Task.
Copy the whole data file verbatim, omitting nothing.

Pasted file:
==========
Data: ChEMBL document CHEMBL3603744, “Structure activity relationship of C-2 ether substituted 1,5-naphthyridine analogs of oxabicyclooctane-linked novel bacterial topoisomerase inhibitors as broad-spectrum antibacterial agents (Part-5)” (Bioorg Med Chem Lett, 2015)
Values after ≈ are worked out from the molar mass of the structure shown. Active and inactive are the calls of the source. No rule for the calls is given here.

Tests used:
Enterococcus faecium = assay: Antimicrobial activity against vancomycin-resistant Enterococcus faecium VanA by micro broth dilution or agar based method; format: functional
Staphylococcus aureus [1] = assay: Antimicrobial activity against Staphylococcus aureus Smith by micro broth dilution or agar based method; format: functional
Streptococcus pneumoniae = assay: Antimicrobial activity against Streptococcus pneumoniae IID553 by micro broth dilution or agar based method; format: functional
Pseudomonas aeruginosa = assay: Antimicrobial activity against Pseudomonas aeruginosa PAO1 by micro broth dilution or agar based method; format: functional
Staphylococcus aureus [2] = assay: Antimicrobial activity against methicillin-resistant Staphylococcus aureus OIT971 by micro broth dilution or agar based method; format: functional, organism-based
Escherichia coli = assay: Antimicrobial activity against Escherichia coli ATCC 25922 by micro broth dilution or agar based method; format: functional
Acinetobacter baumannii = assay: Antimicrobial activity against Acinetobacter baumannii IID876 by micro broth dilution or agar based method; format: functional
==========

Data: ChEMBL document CHEMBL3603744, “Structure activity relationship of C-2 ether substituted 1,5-naphthyridine analogs of oxabicyclooctane-linked novel bacterial topoisomerase inhibitors as broad-spectrum antibacterial agents (Part-5)” (Bioorg Med Chem Lett, 2015)
Values after ≈ are worked out from the molar mass of the structure shown. Active and inactive are the calls of the source. No rule for the calls is given here.

Tests used:
Enterococcus faecium = assay: Antimicrobial activity against vancomycin-resistant Enterococcus faecium VanA by micro broth dilution or agar based method; format: functional
Staphylococcus aureus [1] = assay: Antimicrobial activity against Staphylococcus aureus Smith by micro broth dilution or agar based method; format: functional
Streptococcus pneumoniae = assay: Antimicrobial activity against Streptococcus pneumoniae IID553 by micro broth dilution or agar based method; format: functional
Pseudomonas aeruginosa = assay: Antimicrobial activity against Pseudomonas aeruginosa PAO1 by micro broth dilution or agar based method; format: functional
Staphylococcus aureus [2] = assay: Antimicrobial activity against methicillin-resistant Staphylococcus aureus OIT971 by micro broth dilution or agar based method; format: functional, organism-based
Escherichia coli = assay: Antimicrobial activity against Escherichia coli ATCC 25922 by micro broth dilution or agar based method; format: functional
Acinetobacter baumannii = assay: Antimicrobial activity against Acinetobacter baumannii IID876 by micro broth dilution or agar based method; format: functional